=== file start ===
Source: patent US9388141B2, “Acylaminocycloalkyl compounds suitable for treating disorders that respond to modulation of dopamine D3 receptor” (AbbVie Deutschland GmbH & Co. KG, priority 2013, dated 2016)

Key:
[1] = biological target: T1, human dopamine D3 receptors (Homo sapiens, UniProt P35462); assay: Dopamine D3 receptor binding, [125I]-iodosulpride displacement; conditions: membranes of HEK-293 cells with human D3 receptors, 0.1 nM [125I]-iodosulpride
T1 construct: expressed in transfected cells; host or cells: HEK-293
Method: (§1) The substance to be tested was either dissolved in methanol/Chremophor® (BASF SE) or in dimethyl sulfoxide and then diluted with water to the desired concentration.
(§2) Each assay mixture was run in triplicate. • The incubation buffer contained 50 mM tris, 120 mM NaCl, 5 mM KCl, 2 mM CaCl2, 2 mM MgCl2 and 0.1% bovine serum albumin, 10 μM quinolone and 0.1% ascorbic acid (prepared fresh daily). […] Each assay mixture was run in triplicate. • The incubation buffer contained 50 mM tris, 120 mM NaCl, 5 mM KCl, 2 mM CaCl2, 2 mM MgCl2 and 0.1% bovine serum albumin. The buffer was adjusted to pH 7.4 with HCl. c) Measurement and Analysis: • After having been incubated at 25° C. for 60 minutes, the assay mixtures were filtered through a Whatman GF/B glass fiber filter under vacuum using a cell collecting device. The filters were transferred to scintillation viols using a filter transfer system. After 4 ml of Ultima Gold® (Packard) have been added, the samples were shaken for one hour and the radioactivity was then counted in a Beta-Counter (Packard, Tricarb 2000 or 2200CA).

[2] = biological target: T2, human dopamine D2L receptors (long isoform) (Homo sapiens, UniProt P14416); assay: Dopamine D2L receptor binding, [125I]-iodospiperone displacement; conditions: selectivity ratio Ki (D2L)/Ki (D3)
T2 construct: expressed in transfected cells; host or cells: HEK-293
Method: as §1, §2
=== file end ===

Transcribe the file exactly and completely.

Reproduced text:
Source: patent US9388141B2, “Acylaminocycloalkyl compounds suitable for treating disorders that respond to modulation of dopamine D3 receptor” (AbbVie Deutschland GmbH & Co. KG, priority 2013, dated 2016)

Key:
[1] = biological target: T1, human dopamine D3 receptors (Homo sapiens, UniProt P35462); assay: Dopamine D3 receptor binding, [125I]-iodosulpride displacement; conditions: membranes of HEK-293 cells with human D3 receptors, 0.1 nM [125I]-iodosulpride
T1 construct: expressed in transfected cells; host or cells: HEK-293
Method: (§1) The substance to be tested was either dissolved in methanol/Chremophor® (BASF SE) or in dimethyl sulfoxide and then diluted with water to the desired concentration.
(§2) Each assay mixture was run in triplicate. • The incubation buffer contained 50 mM tris, 120 mM NaCl, 5 mM KCl, 2 mM CaCl2, 2 mM MgCl2 and 0.1% bovine serum albumin, 10 μM quinolone and 0.1% ascorbic acid (prepared fresh daily). […] Each assay mixture was run in triplicate. • The incubation buffer contained 50 mM tris, 120 mM NaCl, 5 mM KCl, 2 mM CaCl2, 2 mM MgCl2 and 0.1% bovine serum albumin. The buffer was adjusted to pH 7.4 with HCl. c) Measurement and Analysis: • After having been incubated at 25° C. for 60 minutes, the assay mixtures were filtered through a Whatman GF/B glass fiber filter under vacuum using a cell collecting device. The filters were transferred to scintillation viols using a filter transfer system. After 4 ml of Ultima Gold® (Packard) have been added, the samples were shaken for one hour and the radioactivity was then counted in a Beta-Counter (Packard, Tricarb 2000 or 2200CA).

[2] = biological target: T2, human dopamine D2L receptors (long isoform) (Homo sapiens, UniProt P14416); assay: Dopamine D2L receptor binding, [125I]-iodospiperone displacement; conditions: selectivity ratio Ki (D2L)/Ki (D3)
T2 construct: expressed in transfected cells; host or cells: HEK-293
Method: as §1, §2